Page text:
Carry Your International Driving Licence

Many countries require drivers to have an international driving license and a licence from their home country. 

If you’re from the UK, these are very easy to arrange. Simply pop into your local post office with a passport photo, fill in the relevant forms, and hand over the £5.50. 

If you don’t have the required international driving licence and the police stop you, you will be fined.

Rent From A Reputable Place

Renting a car or motorbike (especially for the first time in a foreign country) can be overwhelming and intimidating. Therefore, you must always choose a company with excellent reviews and reputations

Difficulties will present themselves if renting in countries where you don’t speak the language. However, you must check over the vehicle before driving off. 

 In Thailand, I rented a moped that clearly wasn’t fit for purpose and returned it within five minutes. It’s not worth risking it! 

I noticed that in Southeast Asia, it is very common for bike rentals to request to hold your passport as a deposit. 

I would never recommend this.

You can usually leave a higher cash deposit in place of your passport. Although it would be frustrating to lose the cash, no bike rental is worth losing your passport over.

General Backpacking Tips For Long-Term Travellers

Angkor Wat, Cambodia
Exploring Angkor Wat, Cambodia

Be Caution of Tap Water

Tap water is only drinkable in around 50 countries across the globe. You should always research and check whether the water is safe to drink (regardless of how hungover you are – trust me, I’ve been there!). 

Ensure you also wash your produce with drinking water to reduce the risk of an upset stomach.

Check Vaccinations

Probably the most essential backpacking safety tip of them all – research what vaccinations you require.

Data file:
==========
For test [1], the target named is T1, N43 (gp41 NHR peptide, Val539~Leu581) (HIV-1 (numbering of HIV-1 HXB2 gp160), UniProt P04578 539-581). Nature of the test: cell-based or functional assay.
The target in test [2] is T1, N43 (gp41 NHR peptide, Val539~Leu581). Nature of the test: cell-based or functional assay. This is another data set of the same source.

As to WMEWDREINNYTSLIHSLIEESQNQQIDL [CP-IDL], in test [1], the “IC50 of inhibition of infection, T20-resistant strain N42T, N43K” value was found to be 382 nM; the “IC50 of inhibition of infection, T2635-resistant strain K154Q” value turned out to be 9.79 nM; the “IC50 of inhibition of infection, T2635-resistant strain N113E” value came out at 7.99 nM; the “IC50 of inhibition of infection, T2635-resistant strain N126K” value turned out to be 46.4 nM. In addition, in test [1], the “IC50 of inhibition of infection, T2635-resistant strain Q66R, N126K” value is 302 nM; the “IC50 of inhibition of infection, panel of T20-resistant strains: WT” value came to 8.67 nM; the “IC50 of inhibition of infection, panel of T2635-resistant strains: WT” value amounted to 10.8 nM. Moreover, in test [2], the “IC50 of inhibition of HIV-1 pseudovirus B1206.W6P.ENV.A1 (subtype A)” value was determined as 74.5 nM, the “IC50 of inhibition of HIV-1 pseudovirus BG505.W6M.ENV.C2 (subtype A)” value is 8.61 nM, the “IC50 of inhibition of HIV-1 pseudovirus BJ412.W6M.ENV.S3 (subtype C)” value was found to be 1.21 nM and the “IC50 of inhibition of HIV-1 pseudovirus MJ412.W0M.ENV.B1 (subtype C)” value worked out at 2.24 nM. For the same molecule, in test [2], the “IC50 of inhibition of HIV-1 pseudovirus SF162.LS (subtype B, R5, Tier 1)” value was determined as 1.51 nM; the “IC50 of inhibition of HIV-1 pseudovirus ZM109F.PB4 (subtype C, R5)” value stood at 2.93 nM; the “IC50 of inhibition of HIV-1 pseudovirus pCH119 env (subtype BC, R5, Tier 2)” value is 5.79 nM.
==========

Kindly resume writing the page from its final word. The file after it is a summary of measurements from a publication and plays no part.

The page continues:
If you’re from the UK, it’s worth checking what vaccinations are available on the NHS before going to a private clinic for the remaining. I have used both Superdrug and Boots services, which have been efficient and affordable. 

Ensure you also check the specifics of the vaccinations you need – some require multiple doses, and others must be completed a certain number of days before flying. 

Don’t Go Alone

Fear not; I’m not against solo travel!

But if you’re planning a remote hike or a trip to a chaotic city, take a buddy!

Whether that’s your lifelong best friend or a new acquaintance from a hostel, there is safety in numbers. 

Trust Your Gut

Nine times out of ten, your intuition is correct.

So if a person, venue, area or hostel doesn’t feel right, then leave safely. Even if you end up loosing a little money in the process, you can’t put a price on your safety.

Learn Your Area

You don’t want to pull out your phone and study the map every two minutes, especially in the dark. 

You should know the local area (how you’re getting home, where the closest shop is, etc).

Make Friends With The Locals

The best part of travelling is speaking with people from the area. You will feel a deeper connection to the area and gain a better understanding of its culture and traditions. 

Getting to know the local community will also be a haven for recommendations! You will undoubtedly get to see some local gems and visit some incredible restaurants. 

Beijing China travel safety tips
Wandering the epic streets of Beijing